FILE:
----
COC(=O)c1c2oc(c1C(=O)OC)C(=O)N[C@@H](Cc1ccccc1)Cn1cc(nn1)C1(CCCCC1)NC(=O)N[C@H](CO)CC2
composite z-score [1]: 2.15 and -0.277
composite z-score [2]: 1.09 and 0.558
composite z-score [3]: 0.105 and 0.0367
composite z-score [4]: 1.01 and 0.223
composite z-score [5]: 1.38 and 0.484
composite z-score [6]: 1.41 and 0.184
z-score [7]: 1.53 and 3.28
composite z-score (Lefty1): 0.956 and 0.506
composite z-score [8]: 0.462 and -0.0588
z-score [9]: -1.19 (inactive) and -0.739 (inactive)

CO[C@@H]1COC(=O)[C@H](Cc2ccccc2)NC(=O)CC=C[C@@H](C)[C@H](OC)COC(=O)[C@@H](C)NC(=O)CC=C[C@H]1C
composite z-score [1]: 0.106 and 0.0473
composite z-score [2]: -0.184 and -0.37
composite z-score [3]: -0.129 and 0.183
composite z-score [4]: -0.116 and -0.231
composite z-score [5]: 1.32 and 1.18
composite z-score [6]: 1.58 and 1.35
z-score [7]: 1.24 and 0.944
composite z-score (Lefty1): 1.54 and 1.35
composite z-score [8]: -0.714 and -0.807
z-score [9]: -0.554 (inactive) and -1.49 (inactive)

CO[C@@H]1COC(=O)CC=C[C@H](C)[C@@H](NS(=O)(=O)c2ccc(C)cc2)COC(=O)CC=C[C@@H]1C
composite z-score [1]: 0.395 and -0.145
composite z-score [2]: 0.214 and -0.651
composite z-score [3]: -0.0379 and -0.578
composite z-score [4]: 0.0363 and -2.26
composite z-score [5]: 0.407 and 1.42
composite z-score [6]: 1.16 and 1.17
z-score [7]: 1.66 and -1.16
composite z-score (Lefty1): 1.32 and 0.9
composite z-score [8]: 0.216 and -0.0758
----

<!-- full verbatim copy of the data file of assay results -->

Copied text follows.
COC(=O)c1c2oc(c1C(=O)OC)C(=O)N[C@@H](Cc1ccccc1)Cn1cc(nn1)C1(CCCCC1)NC(=O)N[C@H](CO)CC2
composite z-score [1]: 2.15 and -0.277
composite z-score [2]: 1.09 and 0.558
composite z-score [3]: 0.105 and 0.0367
composite z-score [4]: 1.01 and 0.223
composite z-score [5]: 1.38 and 0.484
composite z-score [6]: 1.41 and 0.184
z-score [7]: 1.53 and 3.28
composite z-score (Lefty1): 0.956 and 0.506
composite z-score [8]: 0.462 and -0.0588
z-score [9]: -1.19 (inactive) and -0.739 (inactive)

CO[C@@H]1COC(=O)[C@H](Cc2ccccc2)NC(=O)CC=C[C@@H](C)[C@H](OC)COC(=O)[C@@H](C)NC(=O)CC=C[C@H]1C
composite z-score [1]: 0.106 and 0.0473
composite z-score [2]: -0.184 and -0.37
composite z-score [3]: -0.129 and 0.183
composite z-score [4]: -0.116 and -0.231
composite z-score [5]: 1.32 and 1.18
composite z-score [6]: 1.58 and 1.35
z-score [7]: 1.24 and 0.944
composite z-score (Lefty1): 1.54 and 1.35
composite z-score [8]: -0.714 and -0.807
z-score [9]: -0.554 (inactive) and -1.49 (inactive)

CO[C@@H]1COC(=O)CC=C[C@H](C)[C@@H](NS(=O)(=O)c2ccc(C)cc2)COC(=O)CC=C[C@@H]1C
composite z-score [1]: 0.395 and -0.145
composite z-score [2]: 0.214 and -0.651
composite z-score [3]: -0.0379 and -0.578
composite z-score [4]: 0.0363 and -2.26
composite z-score [5]: 0.407 and 1.42
composite z-score [6]: 1.16 and 1.17
z-score [7]: 1.66 and -1.16
composite z-score (Lefty1): 1.32 and 0.9
composite z-score [8]: 0.216 and -0.0758